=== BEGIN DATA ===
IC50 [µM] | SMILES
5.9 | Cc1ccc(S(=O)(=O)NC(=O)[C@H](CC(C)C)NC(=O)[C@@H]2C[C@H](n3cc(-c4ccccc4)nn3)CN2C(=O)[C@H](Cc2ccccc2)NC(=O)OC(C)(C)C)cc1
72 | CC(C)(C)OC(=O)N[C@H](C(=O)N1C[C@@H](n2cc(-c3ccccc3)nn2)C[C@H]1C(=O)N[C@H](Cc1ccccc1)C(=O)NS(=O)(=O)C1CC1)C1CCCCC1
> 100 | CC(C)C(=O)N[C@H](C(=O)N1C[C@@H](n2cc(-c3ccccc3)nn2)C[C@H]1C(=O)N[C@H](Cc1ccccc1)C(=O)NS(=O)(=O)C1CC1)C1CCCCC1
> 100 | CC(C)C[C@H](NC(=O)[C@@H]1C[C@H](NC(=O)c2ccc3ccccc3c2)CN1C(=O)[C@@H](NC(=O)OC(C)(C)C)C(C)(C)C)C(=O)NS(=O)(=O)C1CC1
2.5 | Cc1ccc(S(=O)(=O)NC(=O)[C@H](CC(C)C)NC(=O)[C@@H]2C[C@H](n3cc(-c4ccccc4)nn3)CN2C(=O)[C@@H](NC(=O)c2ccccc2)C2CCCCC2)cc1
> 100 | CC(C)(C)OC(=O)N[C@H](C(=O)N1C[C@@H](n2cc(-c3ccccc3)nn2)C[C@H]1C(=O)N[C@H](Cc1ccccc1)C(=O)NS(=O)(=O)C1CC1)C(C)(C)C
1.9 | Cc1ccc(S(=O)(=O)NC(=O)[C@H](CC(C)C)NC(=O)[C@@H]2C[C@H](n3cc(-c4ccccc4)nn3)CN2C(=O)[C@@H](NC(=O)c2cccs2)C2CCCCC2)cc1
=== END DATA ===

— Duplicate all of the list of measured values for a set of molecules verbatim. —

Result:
IC50 [µM] | SMILES
5.9 | Cc1ccc(S(=O)(=O)NC(=O)[C@H](CC(C)C)NC(=O)[C@@H]2C[C@H](n3cc(-c4ccccc4)nn3)CN2C(=O)[C@H](Cc2ccccc2)NC(=O)OC(C)(C)C)cc1
72 | CC(C)(C)OC(=O)N[C@H](C(=O)N1C[C@@H](n2cc(-c3ccccc3)nn2)C[C@H]1C(=O)N[C@H](Cc1ccccc1)C(=O)NS(=O)(=O)C1CC1)C1CCCCC1
> 100 | CC(C)C(=O)N[C@H](C(=O)N1C[C@@H](n2cc(-c3ccccc3)nn2)C[C@H]1C(=O)N[C@H](Cc1ccccc1)C(=O)NS(=O)(=O)C1CC1)C1CCCCC1
> 100 | CC(C)C[C@H](NC(=O)[C@@H]1C[C@H](NC(=O)c2ccc3ccccc3c2)CN1C(=O)[C@@H](NC(=O)OC(C)(C)C)C(C)(C)C)C(=O)NS(=O)(=O)C1CC1
2.5 | Cc1ccc(S(=O)(=O)NC(=O)[C@H](CC(C)C)NC(=O)[C@@H]2C[C@H](n3cc(-c4ccccc4)nn3)CN2C(=O)[C@@H](NC(=O)c2ccccc2)C2CCCCC2)cc1
> 100 | CC(C)(C)OC(=O)N[C@H](C(=O)N1C[C@@H](n2cc(-c3ccccc3)nn2)C[C@H]1C(=O)N[C@H](Cc1ccccc1)C(=O)NS(=O)(=O)C1CC1)C(C)(C)C
1.9 | Cc1ccc(S(=O)(=O)NC(=O)[C@H](CC(C)C)NC(=O)[C@@H]2C[C@H](n3cc(-c4ccccc4)nn3)CN2C(=O)[C@@H](NC(=O)c2cccs2)C2CCCCC2)cc1